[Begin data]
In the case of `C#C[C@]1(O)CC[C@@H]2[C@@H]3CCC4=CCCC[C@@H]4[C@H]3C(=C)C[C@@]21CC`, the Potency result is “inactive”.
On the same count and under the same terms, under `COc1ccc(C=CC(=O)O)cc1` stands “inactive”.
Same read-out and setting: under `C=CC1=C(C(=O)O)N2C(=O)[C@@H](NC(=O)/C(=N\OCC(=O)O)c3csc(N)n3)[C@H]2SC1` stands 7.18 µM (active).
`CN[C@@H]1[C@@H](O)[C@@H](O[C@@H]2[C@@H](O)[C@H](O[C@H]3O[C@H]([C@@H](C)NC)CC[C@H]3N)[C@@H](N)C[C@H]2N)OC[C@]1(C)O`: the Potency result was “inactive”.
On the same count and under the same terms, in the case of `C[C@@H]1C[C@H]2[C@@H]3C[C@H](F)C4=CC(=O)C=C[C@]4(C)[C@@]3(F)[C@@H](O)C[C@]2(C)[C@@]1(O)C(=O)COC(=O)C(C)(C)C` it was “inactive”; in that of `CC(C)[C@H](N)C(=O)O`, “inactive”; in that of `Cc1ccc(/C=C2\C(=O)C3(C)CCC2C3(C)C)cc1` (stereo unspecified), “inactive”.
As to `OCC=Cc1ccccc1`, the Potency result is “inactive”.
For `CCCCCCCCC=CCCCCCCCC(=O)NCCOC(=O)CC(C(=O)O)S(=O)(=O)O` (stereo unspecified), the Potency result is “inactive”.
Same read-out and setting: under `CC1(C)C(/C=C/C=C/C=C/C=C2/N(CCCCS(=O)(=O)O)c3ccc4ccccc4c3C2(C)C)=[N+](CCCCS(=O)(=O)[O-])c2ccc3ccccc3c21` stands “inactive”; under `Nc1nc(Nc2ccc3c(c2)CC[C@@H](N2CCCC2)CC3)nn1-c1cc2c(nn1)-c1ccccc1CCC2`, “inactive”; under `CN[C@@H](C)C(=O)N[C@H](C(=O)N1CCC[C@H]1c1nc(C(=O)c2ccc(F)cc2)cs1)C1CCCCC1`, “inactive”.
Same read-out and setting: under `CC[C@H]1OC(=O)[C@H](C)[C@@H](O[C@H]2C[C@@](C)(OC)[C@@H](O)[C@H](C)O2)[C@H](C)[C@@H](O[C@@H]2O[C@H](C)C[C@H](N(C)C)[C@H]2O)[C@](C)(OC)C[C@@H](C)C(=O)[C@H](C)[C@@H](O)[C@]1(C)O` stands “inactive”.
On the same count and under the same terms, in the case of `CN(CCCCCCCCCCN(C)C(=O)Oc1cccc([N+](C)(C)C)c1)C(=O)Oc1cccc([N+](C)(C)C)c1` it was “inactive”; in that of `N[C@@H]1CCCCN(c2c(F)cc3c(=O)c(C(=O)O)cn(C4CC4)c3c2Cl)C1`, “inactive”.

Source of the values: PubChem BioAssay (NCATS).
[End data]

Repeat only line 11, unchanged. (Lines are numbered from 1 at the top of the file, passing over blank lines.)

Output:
Source of the values: PubChem BioAssay (NCATS).